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Creating a thriving enterprise social network

How to build an ESN that everyone in your company will love

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Workplaces thrive upon great communication and collaboration. Whether your company is fully remote or has its entire workforce in a brick-and-mortar office, you need your teams and employees to stay connected in order to work together effectively. That much is clear, but how to build that sense of connection isn’t always so easy. 

An enterprise social network is a private, internal social network that businesses use to enable their team to communicate with each other across the company. It usually incorporates some elements of team messaging, project management, task management, and collaboration tools into one platform. An enterprise social network (ESN) encourages colleagues to communicate and collaborate across silos, leading to higher employee engagement and more innovative ideas. Who doesn’t like the sound of that?

A brief history of enterprise social networking

You may have heard of popular ESNs such as Yammer, Teams, Jive, Chatter, and Jabber. But how did enterprise social networks become a thing, and why?

Back at the beginning of the 1990s, in the early years of the web, people started using the internet to connect and form communities around common interests. Sites such as and Geocities (which closed down in March 2019 after almost 25 years) were one-stop shops for sharing content online. These social networks grew so large that everyone wanted in, including advertisers.  

From these early sites, modern social media platforms that many of us use today such as Facebook, Twitter, and LinkedIn were born. Taking their cues from the immense popularity seen in the consumer world, social networks for companies like Yammer and Jabber also started to pop up and gain steam.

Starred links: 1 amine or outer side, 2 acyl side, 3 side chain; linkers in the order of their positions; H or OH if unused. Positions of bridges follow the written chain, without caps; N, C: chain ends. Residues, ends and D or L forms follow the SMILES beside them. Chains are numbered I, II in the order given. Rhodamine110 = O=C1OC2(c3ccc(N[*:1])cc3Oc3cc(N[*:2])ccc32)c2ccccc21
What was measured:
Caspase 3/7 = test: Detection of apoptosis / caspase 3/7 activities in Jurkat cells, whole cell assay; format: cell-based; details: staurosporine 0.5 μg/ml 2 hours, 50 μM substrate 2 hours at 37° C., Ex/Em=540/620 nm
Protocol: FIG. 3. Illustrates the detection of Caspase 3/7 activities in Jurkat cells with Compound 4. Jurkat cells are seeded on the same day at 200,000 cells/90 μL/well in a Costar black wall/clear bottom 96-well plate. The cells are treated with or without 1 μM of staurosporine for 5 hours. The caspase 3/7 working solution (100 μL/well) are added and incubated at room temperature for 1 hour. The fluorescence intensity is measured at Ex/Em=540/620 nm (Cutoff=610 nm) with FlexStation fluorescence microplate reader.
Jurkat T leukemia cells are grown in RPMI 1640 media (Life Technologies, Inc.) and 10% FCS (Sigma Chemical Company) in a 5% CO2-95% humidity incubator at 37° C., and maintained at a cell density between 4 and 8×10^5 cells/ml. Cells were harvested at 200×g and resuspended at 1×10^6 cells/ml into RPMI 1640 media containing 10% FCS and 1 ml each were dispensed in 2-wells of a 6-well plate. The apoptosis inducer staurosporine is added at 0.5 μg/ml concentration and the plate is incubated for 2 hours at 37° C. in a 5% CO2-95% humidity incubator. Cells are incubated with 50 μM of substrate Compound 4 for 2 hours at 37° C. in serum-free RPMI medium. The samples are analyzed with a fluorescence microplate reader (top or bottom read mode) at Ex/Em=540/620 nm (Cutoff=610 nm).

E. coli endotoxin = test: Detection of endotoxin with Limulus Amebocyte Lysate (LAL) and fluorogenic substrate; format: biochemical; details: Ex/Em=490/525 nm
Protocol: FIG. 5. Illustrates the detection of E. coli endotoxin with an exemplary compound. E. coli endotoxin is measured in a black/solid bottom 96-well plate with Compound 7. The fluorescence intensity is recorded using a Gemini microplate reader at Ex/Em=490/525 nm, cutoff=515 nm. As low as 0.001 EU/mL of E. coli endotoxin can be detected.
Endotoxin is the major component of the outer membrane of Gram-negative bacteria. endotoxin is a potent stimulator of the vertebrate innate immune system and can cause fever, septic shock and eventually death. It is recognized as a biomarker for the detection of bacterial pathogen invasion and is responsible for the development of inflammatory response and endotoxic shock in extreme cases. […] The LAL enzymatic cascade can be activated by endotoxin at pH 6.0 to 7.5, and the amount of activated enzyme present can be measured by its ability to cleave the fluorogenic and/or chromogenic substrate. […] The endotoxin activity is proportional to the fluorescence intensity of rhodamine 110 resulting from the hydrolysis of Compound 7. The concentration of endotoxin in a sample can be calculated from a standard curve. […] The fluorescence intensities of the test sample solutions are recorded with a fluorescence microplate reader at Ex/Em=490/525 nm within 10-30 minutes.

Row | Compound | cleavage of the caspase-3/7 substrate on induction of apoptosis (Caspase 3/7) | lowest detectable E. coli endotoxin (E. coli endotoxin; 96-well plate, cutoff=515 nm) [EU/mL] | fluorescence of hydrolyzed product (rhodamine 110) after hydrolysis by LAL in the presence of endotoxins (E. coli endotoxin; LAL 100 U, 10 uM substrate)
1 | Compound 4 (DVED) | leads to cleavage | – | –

Yammer was built as a social network similar to Facebook, but for internal business use. You could communicate with any of your colleagues through the platform’s user-friendly interface, and it featured an activity feed that showed your colleague’s latest actions and content. Businesses saw value in having one platform to communicate and collaborate through, making it easier to keep all employees on the same page. Microsoft acquired Yammer in 2012 and used its model to build Microsoft Teams.

Benefits of ESNs (and how to avoid pitfalls)

Companies often implement ESNs to fill a communication gap within their wider team. In particular, businesses with distributed teams can see great benefits from using an ESN. It’s easier to interact with colleagues around the world through online communication platforms than through phone calls and emails.

Globe with nodes and star

But using an ESN just to communicate and socialize often misses out on the power of an enterprise-wide network. Using a myriad of different tools and software for collaboration, task management, document sharing, editing, and management means lost productivity during the day due to context-switching. 

Your team will get the most value out of an ESN when the network you choose can integrate seamlessly with collaboration and document sharing tools. Think of it as a collaboration and communication hub for your organization. No one wants to spend time having to figure out in what tool they saved which conversation, whether it be about a document or a project.